Silent Night is a staple, and this acapella arrangement by AUGUST 08 is really good.
This loungy version of Joy To The World by Father Fortuna Music is groovy.
I try to include a little funk or electroswing or both in every playlist. Wolfgang Lohr puts out something that fits the bill every year, so they’re on these lists a lot. This is a very funky version of Frosty the Snowman with Odd Chap (another of my favourite artists) and Maskarade.
O Holy Night is my favourite carol hands down. I think it’s almost singlehandedly responsible for reminding me years ago that despite losing my faith I didn’t have to give up on the music and joy of Christmas. Getting to sing along to this once a year makes me happy, and this version by Flower Face is lovely.
This is another one of those songs that we’ve imported and makes no sense in Aus. But it’s a fun song, and it’s literally called The Christmas Song so it shows up in searches a lot. This bluesy, blousy version by SHEE is catchy.
Another one that made Mil laugh. This Reliant K version of Good King Wenceslas is dumb and funny.
I’m a sucker for a duet, and I’ve included a couple over the years. Jason and Courtney Tompkins version of Have Yourself A Merry Little Christmas is sweet and well sung.
Not immune to pop-culture’s influence, and the fact my kids love the Guardians of the Galaxy, I’ve included I Don’t Know What Christmas Is (But Christmastime Is Here) by the Old 97’s from this year’s GotG Christmas Special.
I’ve included Dance of the Sugar Gum Fairy every year, and this makes less sence as a Christmas song than the Hallelujah Chorus, but so many artists do it, it must be Christmassy somehow. But I like it, and this version by B&B PROJECT is unique and I love it.
OK, this track is kinda special, in that it was on the first playlist I made in 2012, and it’s the ten year anniversary of my Christmas playlists. It’s a swwet version of We Wish You A Merry Christmas by a really young girl named Olivia. This year I was looking through my past favourites looking to see if anyone had done other songs I could use and found number 22 linked from this account.
This is Olivia again years later at 12 singing Ave Maria and it’s phenominal. Such a mindblowing change. What a great way to wrap out ten years of Christmas playlists!
This is also the first year I’m not including Jingle Bells! 10 years seems like as good a time as any to skip it, but I’ve included it in every other playlist. Go take a look at them too!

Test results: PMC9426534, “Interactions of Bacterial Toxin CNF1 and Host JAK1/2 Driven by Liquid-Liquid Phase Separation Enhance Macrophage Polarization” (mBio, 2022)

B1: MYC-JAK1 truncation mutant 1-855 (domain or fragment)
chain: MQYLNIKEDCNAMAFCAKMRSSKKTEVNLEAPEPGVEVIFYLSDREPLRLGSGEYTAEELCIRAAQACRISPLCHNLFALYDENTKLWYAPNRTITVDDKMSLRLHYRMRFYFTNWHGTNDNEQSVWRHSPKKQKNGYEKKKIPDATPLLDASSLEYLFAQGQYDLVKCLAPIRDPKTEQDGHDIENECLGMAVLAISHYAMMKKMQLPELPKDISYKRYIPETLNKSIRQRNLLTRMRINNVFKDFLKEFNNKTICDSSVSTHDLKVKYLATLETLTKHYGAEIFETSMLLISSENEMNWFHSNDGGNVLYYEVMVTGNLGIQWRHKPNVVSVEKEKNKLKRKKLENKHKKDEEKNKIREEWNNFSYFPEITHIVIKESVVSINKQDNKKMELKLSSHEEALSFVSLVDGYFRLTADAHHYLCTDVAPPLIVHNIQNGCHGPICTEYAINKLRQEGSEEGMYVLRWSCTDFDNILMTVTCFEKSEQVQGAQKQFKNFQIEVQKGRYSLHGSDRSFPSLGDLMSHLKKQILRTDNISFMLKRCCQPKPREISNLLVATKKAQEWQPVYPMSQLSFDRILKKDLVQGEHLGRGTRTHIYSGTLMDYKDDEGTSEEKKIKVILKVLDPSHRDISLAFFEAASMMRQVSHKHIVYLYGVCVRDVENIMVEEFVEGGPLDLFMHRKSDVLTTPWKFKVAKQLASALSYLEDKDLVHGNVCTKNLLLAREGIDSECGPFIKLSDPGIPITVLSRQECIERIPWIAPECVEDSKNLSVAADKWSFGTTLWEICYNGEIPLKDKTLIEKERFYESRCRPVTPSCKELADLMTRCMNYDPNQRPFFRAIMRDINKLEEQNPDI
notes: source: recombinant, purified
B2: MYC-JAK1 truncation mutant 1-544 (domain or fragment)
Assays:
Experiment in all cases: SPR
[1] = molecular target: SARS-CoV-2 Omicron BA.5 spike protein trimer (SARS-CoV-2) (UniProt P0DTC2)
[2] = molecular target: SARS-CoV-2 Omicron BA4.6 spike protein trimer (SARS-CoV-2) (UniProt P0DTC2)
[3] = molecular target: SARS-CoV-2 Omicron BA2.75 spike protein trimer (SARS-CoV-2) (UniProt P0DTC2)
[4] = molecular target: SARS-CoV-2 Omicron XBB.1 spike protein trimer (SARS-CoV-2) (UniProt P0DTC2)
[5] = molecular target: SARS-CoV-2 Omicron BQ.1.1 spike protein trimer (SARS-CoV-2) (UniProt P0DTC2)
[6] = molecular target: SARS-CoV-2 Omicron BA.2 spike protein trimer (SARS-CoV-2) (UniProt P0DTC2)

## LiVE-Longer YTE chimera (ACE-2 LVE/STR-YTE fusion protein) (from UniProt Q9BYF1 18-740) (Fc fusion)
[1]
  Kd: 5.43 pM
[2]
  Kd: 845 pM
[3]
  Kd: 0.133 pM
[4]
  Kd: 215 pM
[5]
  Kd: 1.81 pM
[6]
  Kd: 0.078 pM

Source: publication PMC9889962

Have you ever heard or smelled or tasted something that just dragged you instantly into the past? It’s like that scene with Anton Ego, the food critic in the climax of Ratatouille - everything drops away and you’re experiencing something your concious mind had forgotten, but is still living in your brain buried under a mountain of time.
I was chatting to my kids over dinner when something prompted the memory of an old song from my childhood. Like a lot of the songs I tell my kids about, they didn’t believe it could have been real, so as usual I had to get it playing for them. But the version blasting from Spotify wasn’t the version of the song I’d heard as a child and it got me wondering what had I been listening to all those years ago.
See, like a lot of people in the eighties we had car with a tape deck (and no air conditioner, which I still to this day cannot explain to my children how anyone lived without). And on this tape deck we wore out a lot of tapes driving our parents mad with the same songs over and over. We were a Christian family, the family of a pastor no less, so most of the tapes were Psalty the Singing Songbook (and that anthropomorphic hymnal could be a post in and of itself, but lets not get side-tracked). I’m sure mum and dad had their tapes too, and I recall a lot of Keith Green and maybe some Dion? Was that the ex-pop star turned Christian? This is already taking too long so I’m not looking him up.
But man cannot live on bread alone, and not every tape was dedicated to the glory of God. We had one tape that had popular music. There may have been more, but this is the singular one that has made an impression on my childhood brain. And not because it was unholy. Lets not forget, this was the mid-eighties, and my parents had stopped listening to secular music in the decade before I was born, so this “pop” music was taken from an era before my parents even met. Anything with lyrics was right out, so the tape we had, cribbed from an old record we may have not even owned (yes, I’m putting my parents at risk of being prosecuted for piracy some 35 years after the fact) was instrumental only.